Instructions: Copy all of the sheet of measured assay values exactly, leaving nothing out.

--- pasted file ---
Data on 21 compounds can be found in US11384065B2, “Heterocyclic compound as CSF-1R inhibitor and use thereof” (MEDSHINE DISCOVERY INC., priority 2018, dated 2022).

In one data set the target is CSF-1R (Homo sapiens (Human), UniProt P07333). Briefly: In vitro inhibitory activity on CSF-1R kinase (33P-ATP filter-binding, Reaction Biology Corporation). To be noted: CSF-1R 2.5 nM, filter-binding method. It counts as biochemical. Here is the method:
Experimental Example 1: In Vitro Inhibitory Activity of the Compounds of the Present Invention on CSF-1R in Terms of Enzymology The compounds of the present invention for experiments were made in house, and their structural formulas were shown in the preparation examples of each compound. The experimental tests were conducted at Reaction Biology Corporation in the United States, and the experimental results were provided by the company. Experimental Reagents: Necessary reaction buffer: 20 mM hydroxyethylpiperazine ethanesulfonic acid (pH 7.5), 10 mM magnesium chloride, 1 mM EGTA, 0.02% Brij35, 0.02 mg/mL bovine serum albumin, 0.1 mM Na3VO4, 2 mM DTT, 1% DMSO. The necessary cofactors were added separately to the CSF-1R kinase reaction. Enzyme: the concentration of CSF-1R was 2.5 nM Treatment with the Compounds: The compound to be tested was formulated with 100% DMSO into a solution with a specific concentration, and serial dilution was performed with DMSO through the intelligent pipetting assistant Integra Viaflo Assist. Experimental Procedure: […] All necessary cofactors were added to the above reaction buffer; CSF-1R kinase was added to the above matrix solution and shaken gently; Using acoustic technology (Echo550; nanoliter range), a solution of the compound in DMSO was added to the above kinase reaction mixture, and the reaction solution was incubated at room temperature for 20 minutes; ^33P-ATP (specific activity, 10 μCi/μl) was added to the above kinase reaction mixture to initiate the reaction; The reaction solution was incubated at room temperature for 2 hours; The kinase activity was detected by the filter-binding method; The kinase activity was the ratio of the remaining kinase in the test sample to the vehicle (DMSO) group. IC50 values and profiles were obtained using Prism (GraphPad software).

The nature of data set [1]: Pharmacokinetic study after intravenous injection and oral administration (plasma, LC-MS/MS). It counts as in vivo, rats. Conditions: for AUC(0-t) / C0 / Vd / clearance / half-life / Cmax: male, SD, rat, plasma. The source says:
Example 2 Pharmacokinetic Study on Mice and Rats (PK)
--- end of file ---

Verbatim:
Data on 21 compounds can be found in US11384065B2, “Heterocyclic compound as CSF-1R inhibitor and use thereof” (MEDSHINE DISCOVERY INC., priority 2018, dated 2022).

In one data set the target is CSF-1R (Homo sapiens (Human), UniProt P07333). Briefly: In vitro inhibitory activity on CSF-1R kinase (33P-ATP filter-binding, Reaction Biology Corporation). To be noted: CSF-1R 2.5 nM, filter-binding method. It counts as biochemical. Here is the method:
Experimental Example 1: In Vitro Inhibitory Activity of the Compounds of the Present Invention on CSF-1R in Terms of Enzymology The compounds of the present invention for experiments were made in house, and their structural formulas were shown in the preparation examples of each compound. The experimental tests were conducted at Reaction Biology Corporation in the United States, and the experimental results were provided by the company. Experimental Reagents: Necessary reaction buffer: 20 mM hydroxyethylpiperazine ethanesulfonic acid (pH 7.5), 10 mM magnesium chloride, 1 mM EGTA, 0.02% Brij35, 0.02 mg/mL bovine serum albumin, 0.1 mM Na3VO4, 2 mM DTT, 1% DMSO. The necessary cofactors were added separately to the CSF-1R kinase reaction. Enzyme: the concentration of CSF-1R was 2.5 nM Treatment with the Compounds: The compound to be tested was formulated with 100% DMSO into a solution with a specific concentration, and serial dilution was performed with DMSO through the intelligent pipetting assistant Integra Viaflo Assist. Experimental Procedure: […] All necessary cofactors were added to the above reaction buffer; CSF-1R kinase was added to the above matrix solution and shaken gently; Using acoustic technology (Echo550; nanoliter range), a solution of the compound in DMSO was added to the above kinase reaction mixture, and the reaction solution was incubated at room temperature for 20 minutes; ^33P-ATP (specific activity, 10 μCi/μl) was added to the above kinase reaction mixture to initiate the reaction; The reaction solution was incubated at room temperature for 2 hours; The kinase activity was detected by the filter-binding method; The kinase activity was the ratio of the remaining kinase in the test sample to the vehicle (DMSO) group. IC50 values and profiles were obtained using Prism (GraphPad software).

The nature of data set [1]: Pharmacokinetic study after intravenous injection and oral administration (plasma, LC-MS/MS). It counts as in vivo, rats. Conditions: for AUC(0-t) / C0 / Vd / clearance / half-life / Cmax: male, SD, rat, plasma. The source says:
Example 2 Pharmacokinetic Study on Mice and Rats (PK)